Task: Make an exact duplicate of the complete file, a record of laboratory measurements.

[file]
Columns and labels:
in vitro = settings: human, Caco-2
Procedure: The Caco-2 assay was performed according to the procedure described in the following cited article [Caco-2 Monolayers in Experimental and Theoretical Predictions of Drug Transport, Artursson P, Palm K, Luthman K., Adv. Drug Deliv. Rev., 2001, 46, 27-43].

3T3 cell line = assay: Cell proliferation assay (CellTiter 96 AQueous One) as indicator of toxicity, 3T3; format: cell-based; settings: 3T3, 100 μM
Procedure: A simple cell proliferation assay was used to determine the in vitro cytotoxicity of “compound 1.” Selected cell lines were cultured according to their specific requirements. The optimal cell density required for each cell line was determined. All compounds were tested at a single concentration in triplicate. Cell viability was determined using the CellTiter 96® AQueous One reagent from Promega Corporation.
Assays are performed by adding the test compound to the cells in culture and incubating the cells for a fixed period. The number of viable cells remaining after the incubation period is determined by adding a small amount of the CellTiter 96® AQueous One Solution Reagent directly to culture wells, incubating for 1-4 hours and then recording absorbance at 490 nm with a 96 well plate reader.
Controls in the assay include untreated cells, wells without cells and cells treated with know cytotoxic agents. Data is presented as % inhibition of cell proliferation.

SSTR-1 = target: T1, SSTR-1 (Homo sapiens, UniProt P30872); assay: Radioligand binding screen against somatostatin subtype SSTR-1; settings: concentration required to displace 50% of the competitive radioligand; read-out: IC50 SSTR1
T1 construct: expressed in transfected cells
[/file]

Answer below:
Columns and labels:
in vitro = settings: human, Caco-2
Procedure: The Caco-2 assay was performed according to the procedure described in the following cited article [Caco-2 Monolayers in Experimental and Theoretical Predictions of Drug Transport, Artursson P, Palm K, Luthman K., Adv. Drug Deliv. Rev., 2001, 46, 27-43].

3T3 cell line = assay: Cell proliferation assay (CellTiter 96 AQueous One) as indicator of toxicity, 3T3; format: cell-based; settings: 3T3, 100 μM
Procedure: A simple cell proliferation assay was used to determine the in vitro cytotoxicity of “compound 1.” Selected cell lines were cultured according to their specific requirements. The optimal cell density required for each cell line was determined. All compounds were tested at a single concentration in triplicate. Cell viability was determined using the CellTiter 96® AQueous One reagent from Promega Corporation.
Assays are performed by adding the test compound to the cells in culture and incubating the cells for a fixed period. The number of viable cells remaining after the incubation period is determined by adding a small amount of the CellTiter 96® AQueous One Solution Reagent directly to culture wells, incubating for 1-4 hours and then recording absorbance at 490 nm with a 96 well plate reader.
Controls in the assay include untreated cells, wells without cells and cells treated with know cytotoxic agents. Data is presented as % inhibition of cell proliferation.

SSTR-1 = target: T1, SSTR-1 (Homo sapiens, UniProt P30872); assay: Radioligand binding screen against somatostatin subtype SSTR-1; settings: concentration required to displace 50% of the competitive radioligand; read-out: IC50 SSTR1
T1 construct: expressed in transfected cells